Regular-article-logo Friday, 08 December 2023

Threats and challenges facing theatre

How the community is trying to stay afloat

Priyanka Roy (t2 Intern) Published 24.06.20, 10:41 PM
A scene from 'Taray Taray'.

A scene from 'Taray Taray'. Sourced by The Telegraph

This love affair has come a long way. Theatre has always found a special place in the hearts and minds of Calcuttans and audiences across Bengal. In spite of various challenges, the passion to stage plays and be a part of a movement remains undeterred among artistes. But the Covid-19 pandemic has been unsparing to this community like it has been to most other professions and has cast a shadow on the careers of many theatre artistes, making sustenance difficult. During such difficult times, when artistes are adapting to digital platforms to keep their passion alive and reach out to people with their creations, is theatre also adapting to new ways to survive? Four actors share their thoughts with t2 on the impact of the pandemic on the theatre community and the way forward...

Anirban Bhattacharya

Anirban Bhattacharya

Anirban Bhattacharya Sourced by The Telegraph

Are there new ways theatre artistes are exploring to stay connected to their art?

Firstly, this pandemic is forcing us to be under lockdown and maintain social distancing. The first picture is that of devastation for people who survive through theatre. Thoughts of how everything is going to be maintained is definitely coming to our minds. We are trying to reach out to people in need of help. As far as exploring new ways are concerned, for individual actors, they can work with individual tools. But the collaborative event is called theatre and that is not being possible now, considering the present situation.

Certain things such as the stage, live audience, rehearsals are perhaps very intrinsically associated with experiencing and practising theatre. Even if many thespians are trying new ways to communicate with people, the response from the live audience is missing. What do you feel about such experiences?

Theatre is a different experience, it is not cinema. It is a performance. However, many people are choosing to express in a different way, which is performance art. And all this has no connection with the pandemic. It was already there. Marina Abramovic is doing performance art for a long time now. And many others are doing so. However, I doubt if it could be considered as ‘theatre’ in every sense of what the term or the experience entails.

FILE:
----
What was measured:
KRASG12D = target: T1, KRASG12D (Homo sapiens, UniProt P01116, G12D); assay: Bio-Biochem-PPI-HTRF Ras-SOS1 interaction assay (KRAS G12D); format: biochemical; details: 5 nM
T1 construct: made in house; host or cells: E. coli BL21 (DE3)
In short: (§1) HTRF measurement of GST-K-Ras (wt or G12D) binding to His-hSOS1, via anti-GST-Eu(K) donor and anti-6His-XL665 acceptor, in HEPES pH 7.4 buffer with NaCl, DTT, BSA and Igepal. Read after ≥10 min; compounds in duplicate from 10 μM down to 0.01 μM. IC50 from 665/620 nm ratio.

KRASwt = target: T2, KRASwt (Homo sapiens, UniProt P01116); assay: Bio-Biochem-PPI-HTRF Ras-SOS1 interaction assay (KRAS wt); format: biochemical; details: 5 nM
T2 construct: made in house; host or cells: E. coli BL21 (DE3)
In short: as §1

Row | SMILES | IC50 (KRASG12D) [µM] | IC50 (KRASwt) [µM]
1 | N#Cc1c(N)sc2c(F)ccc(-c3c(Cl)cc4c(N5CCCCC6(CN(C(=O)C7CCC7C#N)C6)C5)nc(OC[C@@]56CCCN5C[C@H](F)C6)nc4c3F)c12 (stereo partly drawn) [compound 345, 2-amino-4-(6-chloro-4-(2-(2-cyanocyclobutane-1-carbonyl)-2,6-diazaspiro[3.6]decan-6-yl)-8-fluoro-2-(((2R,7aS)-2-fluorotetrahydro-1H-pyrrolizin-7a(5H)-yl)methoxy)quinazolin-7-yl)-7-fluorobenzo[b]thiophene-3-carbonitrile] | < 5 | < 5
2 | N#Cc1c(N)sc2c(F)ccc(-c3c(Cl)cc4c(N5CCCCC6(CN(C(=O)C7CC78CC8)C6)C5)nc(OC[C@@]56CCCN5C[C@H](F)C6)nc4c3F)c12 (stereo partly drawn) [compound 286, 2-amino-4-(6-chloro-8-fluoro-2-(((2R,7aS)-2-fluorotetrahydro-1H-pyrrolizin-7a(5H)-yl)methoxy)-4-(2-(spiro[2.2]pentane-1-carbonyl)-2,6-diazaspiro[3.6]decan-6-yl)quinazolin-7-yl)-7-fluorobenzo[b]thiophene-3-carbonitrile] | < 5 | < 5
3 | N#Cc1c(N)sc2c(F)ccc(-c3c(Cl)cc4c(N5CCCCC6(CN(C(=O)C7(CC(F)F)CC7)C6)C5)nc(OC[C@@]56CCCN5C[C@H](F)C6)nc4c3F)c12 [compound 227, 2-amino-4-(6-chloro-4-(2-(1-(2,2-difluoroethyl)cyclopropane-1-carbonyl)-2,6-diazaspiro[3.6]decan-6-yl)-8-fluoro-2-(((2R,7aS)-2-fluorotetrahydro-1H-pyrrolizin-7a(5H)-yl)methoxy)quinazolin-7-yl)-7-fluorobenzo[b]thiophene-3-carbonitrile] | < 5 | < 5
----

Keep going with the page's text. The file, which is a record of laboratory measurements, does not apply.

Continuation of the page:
Do you think there is a possibility that interactive digital theatre could be the next step forward or could coexist if things take longer time to resume?

I came to know about the interactive theatre on the web through WhatsApp and text messages. If I say that this is not theatre then I will sound like a culture jethu. This is theatre and this is not — I am no one to say. But yes, this cannot replace the fundamental or prevalent ways in which we are practising theatre. It will be a device but it won’t replace. It can coexist.

Riddhi Sen

Riddhi Sen

Riddhi Sen Sourced by The Telegraph

Are there new ways theatre artistes are exploring to stay connected to their art?

For the last three months, we (Riddhi, Rwitobroto, Ujaan and others) have formed a WhatsApp group called Shoubhratritto to support theatre workers, so that they can sustain themselves. We formed the group so that people can come forward to donate. But theatre is such an art form, we can do a short film from home but we can’t sustain like that. We can do digital theatre. But the audience for theatre will always want to go and see. This year in May we celebrated 28 years of our theatre group Swapnasandhani, so we did a video from home and uploaded it. Our play Taray Taray is also available online now so that people can come forward and donate for the theatre workers.